Organ Regeneration: Why Can’t Humans Regenerate Organs?

When you fall and scrape your knee, or injure yourself in some other way, you haven’t lost the skin in that area forever. Instead, our body regenerates the lost skin cells to restore our perfectly glowing and healthy skin again. However, there are times when this doesn’t happen, for instance, in the case of third-degree burns, amputations etc. In such cases, the body part in question doesn’t regenerate completely. What we are actually left with is scar tissue.

Another surprising fact is that our liver is the only internal organ that can regenerate itself. Most people are aware that liver transplants don’t always involve transplanting the whole organ. Rather, a portion of the donor’s liver is cut off and put into the receiver’s body, where it grows into a fully functional liver in about a year’s time. However, the heart, brain, kidneys and other essential organs don’t possess this phenomenal property.

Why is the liver the only organ to regenerate?

We’ve established that the liver is the only internal organ to regenerate, yet it’s not at the top of the totem pole of important organs. The heart and brain partially tie for first position (the jury is still out on that one). Since the whole concept of regeneration continues to elude us, scientists don’t have a definitive answer for why this is the case with the liver. However, they have the next best thing – theories!

One of the theories states that the more complex the structure of the organ, the harder it is to regenerate. Organs like the kidneys and heart are very complicated, with multiple divisions within the organ. Different sections work in tandem to carry out the overall functioning of the heart. The liver, however, is simpler in terms of its functioning. The cells practically work as independent units carrying out the same function.

liver

Liver (Photo credit : Wikimedia Commons)

However, it is important to note here that the liver does not undergo proper regeneration. The existing liver cells simply divide to form new liver cells. While this does return the mass of the organ back to normal, the shape doesn’t come back to normal. The reason behind this is pluripotent cells. The cells of an embryo are few in number. These are the ancestors of every single cell in our body. They have the ability to divide and differentiate to form any type of cell, be it a skin cell, heart cell, brain cell……you get the idea. As we grow and these pluripotent cells begin to divide, they lose their ability to form any type of cell. Therefore, since the regeneration of the liver is not carried out by pluripotent cells, it doesn’t regain its original shape.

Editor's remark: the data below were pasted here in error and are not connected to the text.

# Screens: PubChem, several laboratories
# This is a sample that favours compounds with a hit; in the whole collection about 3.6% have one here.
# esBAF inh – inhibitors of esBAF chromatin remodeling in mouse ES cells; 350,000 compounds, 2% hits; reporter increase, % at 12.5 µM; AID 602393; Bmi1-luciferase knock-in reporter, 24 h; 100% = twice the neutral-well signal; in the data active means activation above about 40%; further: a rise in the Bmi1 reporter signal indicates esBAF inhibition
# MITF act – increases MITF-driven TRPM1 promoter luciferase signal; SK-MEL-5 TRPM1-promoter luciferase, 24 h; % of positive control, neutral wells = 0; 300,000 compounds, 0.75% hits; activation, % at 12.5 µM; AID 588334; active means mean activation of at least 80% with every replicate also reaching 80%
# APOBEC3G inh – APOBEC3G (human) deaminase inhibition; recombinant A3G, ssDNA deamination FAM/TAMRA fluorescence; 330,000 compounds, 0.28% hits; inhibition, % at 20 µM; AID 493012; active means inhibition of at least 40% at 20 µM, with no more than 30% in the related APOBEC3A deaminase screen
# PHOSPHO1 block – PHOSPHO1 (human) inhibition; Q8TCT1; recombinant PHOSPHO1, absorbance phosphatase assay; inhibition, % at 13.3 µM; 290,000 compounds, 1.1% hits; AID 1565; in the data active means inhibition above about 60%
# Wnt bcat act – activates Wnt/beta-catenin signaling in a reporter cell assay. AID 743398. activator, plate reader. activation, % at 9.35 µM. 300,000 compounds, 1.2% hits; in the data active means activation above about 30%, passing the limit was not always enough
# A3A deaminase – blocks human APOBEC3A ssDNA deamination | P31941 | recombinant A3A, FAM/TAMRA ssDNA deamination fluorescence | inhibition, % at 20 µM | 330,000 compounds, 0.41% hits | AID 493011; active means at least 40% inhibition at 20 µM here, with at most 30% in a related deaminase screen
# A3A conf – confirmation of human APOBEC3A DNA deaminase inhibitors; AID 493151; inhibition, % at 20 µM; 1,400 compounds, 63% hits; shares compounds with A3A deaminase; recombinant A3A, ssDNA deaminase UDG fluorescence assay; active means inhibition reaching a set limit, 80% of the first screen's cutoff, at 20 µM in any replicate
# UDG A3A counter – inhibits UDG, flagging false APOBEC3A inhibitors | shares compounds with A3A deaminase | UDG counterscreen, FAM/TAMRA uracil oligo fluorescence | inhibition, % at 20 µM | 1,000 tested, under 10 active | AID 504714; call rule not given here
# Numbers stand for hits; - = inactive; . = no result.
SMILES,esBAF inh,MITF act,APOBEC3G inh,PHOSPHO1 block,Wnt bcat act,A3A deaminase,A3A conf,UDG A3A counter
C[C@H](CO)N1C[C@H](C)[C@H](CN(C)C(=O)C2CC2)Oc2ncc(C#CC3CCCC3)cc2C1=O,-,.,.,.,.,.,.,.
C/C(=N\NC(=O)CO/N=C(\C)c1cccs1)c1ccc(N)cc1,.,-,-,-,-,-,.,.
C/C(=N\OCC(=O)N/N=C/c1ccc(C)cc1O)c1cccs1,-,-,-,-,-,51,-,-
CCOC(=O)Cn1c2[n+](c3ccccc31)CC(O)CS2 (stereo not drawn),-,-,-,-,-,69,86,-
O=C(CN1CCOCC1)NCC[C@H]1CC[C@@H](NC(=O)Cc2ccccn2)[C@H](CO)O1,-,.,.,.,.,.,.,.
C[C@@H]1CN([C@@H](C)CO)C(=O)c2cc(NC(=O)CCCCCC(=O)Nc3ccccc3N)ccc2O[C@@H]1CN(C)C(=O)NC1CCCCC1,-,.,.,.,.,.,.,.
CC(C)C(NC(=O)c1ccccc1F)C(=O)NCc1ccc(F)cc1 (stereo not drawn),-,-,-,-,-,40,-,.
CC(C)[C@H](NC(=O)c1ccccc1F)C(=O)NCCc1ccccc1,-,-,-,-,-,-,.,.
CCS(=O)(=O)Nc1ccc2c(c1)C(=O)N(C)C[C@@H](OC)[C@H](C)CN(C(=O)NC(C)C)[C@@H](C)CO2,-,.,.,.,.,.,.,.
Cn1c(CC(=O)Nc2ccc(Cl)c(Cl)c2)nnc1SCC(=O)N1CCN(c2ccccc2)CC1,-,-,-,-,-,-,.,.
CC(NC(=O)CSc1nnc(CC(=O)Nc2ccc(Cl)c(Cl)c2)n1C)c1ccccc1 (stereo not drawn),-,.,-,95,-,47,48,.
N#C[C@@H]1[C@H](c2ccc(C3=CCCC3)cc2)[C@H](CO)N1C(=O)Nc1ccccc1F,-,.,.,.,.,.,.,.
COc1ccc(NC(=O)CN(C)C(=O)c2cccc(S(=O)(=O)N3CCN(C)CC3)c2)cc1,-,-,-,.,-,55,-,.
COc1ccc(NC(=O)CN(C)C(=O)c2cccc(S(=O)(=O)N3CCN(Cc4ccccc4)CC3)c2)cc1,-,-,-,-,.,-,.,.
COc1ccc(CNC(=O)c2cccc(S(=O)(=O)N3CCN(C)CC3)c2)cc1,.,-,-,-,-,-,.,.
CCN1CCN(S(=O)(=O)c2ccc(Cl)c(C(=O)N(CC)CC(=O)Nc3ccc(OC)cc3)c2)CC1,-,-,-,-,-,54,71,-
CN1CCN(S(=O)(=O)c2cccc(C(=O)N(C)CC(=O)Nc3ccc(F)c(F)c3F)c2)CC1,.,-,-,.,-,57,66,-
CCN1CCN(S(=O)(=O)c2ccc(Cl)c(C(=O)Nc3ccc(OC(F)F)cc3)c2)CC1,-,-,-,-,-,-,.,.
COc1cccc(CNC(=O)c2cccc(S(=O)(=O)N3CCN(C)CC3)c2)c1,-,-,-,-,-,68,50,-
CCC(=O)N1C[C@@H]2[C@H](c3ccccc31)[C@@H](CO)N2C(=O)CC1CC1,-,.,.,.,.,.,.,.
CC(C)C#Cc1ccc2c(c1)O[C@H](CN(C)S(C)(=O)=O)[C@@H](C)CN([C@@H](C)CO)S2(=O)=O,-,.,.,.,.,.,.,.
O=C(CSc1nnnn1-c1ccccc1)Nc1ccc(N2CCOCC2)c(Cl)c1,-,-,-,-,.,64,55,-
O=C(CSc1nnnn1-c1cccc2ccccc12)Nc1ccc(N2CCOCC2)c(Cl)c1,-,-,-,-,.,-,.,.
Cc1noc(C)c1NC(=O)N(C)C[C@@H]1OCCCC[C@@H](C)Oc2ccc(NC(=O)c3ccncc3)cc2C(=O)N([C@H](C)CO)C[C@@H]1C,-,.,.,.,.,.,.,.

Another theory that complements the previous one is that liver cells don’t have many modifications. They are very similar to a typical animal cell, so regeneration is easier, since less complex structures need to be multiplied.

It is argued that the above-mentioned points are an evolutionary advantage. It then begs the question, why didn’t we evolve to regenerate more important organs as well, like the heart or the brain? Sadly, scientists don’t have an answer for that yet. It could be because, since the heart and brain have different types of modified cells, more energy would be required to regenerate those. We would also spend energy in maintaining our pluripotent cells in their pluripotent stage, since a change in the shape of the brain or heart isn’t the safest idea.

y u no regenerated

Is the regeneration of organs possible?

Obviously, humans are unable to regenerate organs. We simply grow scar tissue and learn to live without the organ when we can, or we simply die. We do, however, regenerate cells, such as blood cells, liver cells, skin cells etc. This tells us that we do have the ability to regenerate. In fact, certain studies have shown that we actually have the same genes as some of the other animals on Earth have that enable them to regenerate their body parts. We simply need to figure out how to activate them.

Studies have also shown that pluripotent cells can be used to kickstart the healing and regeneration process of organs. However, to what extent that is possible is still unclear.

Regeneration may not necessarily be a dream. There are a number of possible methods out there… we just need to figure out how to harness them properly!

References

  1. Khan Academy
  2. Colorado State University
  3. Gizmag
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About the Author:

Mahak Jalan has a BSc degree in Zoology from Mumbai University in India. She loves animals, books and biology. She has a general assumption that everyone shares her enthusiasm about the human body! An introvert by nature, she finds solace in music and writing.

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